For example, if:

a = np.array([[1, 2], [1, 2]])
num_repeats = 5

This repeats the array of [1 2; 1 2] 5 times in the third dimension. To verify (in IPython):

In [110]: import numpy as np

In [111]: num_repeats = 5

In [112]: a = np.array([[1, 2], [1, 2]])

In [113]: b = np.dstack([a]*num_repeats)

In [114]: b[:,:,0]
Out[114]: 
array([[1, 2],
       [1, 2]])

In [115]: b[:,:,1]
Out[115]: 
array([[1, 2],
       [1, 2]])

In [116]: b[:,:,2]
Out[116]: 
array([[1, 2],
       [1, 2]])

In [117]: b[:,:,3]
Out[117]: 
array([[1, 2],
       [1, 2]])

In [118]: b[:,:,4]
Out[118]: 
array([[1, 2],
       [1, 2]])

In [119]: b.shape
Out[119]: (2, 2, 5)

At the end we can see that the shape of the matrix is 2 x 2, with 5 slices in the third dimension.

  • How does this compare to reshape? Faster? gives the same structure? Its definitely neater. – Ander Biguri Jul 7 '16 at 9:51
  • @AnderBiguri I've never benchmarked... I put this in here primarily for completeness. It'll be interesting to time and see the differences. – rayryeng Jul 7 '16 at 15:26
  • 1
    I just did img = np.dstack([arr] * 3) and worked fine! Thank you – thanos.a May 5 '17 at 20:43
  • 1
    Figured I could propose a viewed output for efficiency. Being an old post, people might have missed that. Added a solution on this Q&A. – Divakar Jan 19 at 18:15
  • 1
    IMHO most readable solution, but it would be great to benchmark it against other methods for comparison. – mrgloom Jul 17 at 17:30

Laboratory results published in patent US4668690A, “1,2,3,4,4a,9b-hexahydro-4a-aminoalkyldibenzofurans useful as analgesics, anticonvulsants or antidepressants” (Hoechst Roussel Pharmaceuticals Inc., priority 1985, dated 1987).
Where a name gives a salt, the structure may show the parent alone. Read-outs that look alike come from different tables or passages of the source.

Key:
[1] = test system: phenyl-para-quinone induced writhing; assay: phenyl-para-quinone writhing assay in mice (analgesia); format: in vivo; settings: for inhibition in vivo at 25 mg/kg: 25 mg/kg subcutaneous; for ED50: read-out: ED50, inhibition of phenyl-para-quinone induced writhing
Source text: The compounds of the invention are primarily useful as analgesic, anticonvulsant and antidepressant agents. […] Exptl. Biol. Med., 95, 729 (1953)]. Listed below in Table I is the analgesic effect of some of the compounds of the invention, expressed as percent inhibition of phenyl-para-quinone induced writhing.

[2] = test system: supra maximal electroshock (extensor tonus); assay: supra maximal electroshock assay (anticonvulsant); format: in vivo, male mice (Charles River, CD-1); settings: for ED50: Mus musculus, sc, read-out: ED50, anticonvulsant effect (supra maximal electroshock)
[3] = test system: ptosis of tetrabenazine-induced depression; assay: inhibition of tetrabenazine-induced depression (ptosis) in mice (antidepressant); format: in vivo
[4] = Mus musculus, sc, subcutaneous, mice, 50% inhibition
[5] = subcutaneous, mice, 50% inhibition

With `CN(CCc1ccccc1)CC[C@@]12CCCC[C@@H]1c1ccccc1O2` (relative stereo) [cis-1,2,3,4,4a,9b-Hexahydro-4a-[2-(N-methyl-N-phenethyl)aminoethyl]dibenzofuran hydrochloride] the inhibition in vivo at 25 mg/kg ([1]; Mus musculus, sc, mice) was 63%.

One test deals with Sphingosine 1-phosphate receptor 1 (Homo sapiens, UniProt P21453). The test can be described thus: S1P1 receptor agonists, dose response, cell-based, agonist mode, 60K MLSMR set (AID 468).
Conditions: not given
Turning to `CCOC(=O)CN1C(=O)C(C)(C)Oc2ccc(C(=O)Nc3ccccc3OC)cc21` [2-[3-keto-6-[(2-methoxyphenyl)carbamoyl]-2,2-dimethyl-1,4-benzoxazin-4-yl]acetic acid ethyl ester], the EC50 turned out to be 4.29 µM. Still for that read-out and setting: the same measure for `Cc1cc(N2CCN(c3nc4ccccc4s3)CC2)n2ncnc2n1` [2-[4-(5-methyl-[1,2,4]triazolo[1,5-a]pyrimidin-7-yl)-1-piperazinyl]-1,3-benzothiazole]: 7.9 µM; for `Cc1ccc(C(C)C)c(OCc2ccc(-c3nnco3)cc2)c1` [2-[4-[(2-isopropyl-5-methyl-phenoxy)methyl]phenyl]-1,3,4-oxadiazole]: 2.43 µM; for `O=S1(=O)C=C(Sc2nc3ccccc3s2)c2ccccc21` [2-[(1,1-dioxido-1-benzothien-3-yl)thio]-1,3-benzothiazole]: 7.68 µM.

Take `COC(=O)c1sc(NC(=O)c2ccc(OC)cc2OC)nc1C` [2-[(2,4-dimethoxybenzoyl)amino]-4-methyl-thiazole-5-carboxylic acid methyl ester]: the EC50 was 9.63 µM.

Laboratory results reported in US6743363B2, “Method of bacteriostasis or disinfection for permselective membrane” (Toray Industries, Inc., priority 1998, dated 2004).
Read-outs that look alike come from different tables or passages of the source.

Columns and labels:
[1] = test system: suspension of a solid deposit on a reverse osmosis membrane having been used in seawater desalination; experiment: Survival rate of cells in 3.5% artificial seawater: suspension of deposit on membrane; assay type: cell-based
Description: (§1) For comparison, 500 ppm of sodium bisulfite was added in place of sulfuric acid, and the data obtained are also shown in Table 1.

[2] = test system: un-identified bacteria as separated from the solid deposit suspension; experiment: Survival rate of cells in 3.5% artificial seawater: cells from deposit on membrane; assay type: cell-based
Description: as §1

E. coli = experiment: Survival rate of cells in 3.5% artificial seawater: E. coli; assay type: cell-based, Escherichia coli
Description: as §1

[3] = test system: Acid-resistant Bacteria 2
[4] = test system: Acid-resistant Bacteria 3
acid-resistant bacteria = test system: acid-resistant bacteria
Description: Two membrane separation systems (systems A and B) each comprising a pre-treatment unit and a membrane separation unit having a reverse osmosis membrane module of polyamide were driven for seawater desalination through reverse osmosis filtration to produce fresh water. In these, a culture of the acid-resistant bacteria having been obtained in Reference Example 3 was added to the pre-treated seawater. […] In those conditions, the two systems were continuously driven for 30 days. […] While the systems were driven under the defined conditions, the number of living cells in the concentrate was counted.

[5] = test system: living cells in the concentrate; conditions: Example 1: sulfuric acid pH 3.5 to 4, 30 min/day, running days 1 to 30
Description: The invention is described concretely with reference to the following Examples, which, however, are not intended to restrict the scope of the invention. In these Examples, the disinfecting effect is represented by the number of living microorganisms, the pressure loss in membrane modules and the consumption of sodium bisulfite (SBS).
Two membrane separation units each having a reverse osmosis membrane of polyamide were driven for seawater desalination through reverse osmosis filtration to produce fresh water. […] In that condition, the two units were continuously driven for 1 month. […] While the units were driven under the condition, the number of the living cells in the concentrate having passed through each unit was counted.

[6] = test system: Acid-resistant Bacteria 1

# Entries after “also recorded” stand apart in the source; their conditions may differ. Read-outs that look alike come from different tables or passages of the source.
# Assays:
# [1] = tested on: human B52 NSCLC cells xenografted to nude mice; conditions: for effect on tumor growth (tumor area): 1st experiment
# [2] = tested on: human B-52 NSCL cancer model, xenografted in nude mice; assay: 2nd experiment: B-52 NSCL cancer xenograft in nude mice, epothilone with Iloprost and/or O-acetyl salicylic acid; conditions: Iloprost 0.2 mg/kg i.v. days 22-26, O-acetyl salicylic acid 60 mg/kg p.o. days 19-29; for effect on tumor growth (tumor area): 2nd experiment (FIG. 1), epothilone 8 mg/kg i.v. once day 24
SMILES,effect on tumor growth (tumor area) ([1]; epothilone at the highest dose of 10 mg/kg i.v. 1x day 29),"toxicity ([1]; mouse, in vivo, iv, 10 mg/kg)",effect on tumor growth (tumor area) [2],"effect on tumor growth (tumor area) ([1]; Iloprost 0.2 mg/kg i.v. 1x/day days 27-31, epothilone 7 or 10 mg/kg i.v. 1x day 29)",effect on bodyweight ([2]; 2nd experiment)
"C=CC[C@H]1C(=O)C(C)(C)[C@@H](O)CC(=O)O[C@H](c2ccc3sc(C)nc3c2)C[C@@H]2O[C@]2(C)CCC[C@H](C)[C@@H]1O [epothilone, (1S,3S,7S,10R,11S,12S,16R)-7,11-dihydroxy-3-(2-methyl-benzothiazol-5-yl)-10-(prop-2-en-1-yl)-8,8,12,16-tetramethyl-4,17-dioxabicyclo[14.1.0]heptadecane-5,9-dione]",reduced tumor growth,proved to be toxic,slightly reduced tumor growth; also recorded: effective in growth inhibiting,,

6

Use a view and get free runtime! Extend generic n-dim arrays to n+1-dim

Introduced in NumPy 1.10.0, we can leverage numpy.broadcast_to to simply generate a 3D view into the 2D input array. The benefit would be no extra memory overhead and virtually free runtime. This would be essential in cases where the arrays are big and we are okay to work with views. Also, this would work with generic n-dim cases.

I would use the word stack in place of copy, as readers might confuse it with the copying of arrays that creates memory copies.

Stack along first axis

If we want to stack input arr along the first axis, the solution with np.broadcast_to to create 3D view would be -

np.broadcast_to(arr,(3,)+arr.shape) # N = 3 here

Stack along third/last axis

To stack input arr along the third axis, the solution to create 3D view would be -

np.broadcast_to(arr[...,None],arr.shape+(3,))

If we actually need a memory copy, we can always append .copy() there. Hence, the solutions would be -

np.broadcast_to(arr,(3,)+arr.shape).copy()
np.broadcast_to(arr[...,None],arr.shape+(3,)).copy()

Here's how the stacking works for the two cases, shown with their shape information for a sample case -

# Create a sample input array of shape (4,5)
In [55]: arr = np.random.rand(4,5)

# Stack along first axis
In [56]: np.broadcast_to(arr,(3,)+arr.shape).shape
Out[56]: (3, 4, 5)

# Stack along third axis
In [57]: np.broadcast_to(arr[...,None],arr.shape+(3,)).shape
Out[57]: (4, 5, 3)

Same solution(s) would work to extend a n-dim input to n+1-dim view output along the first and last axes. Let's explore some higher dim cases -

3D input case :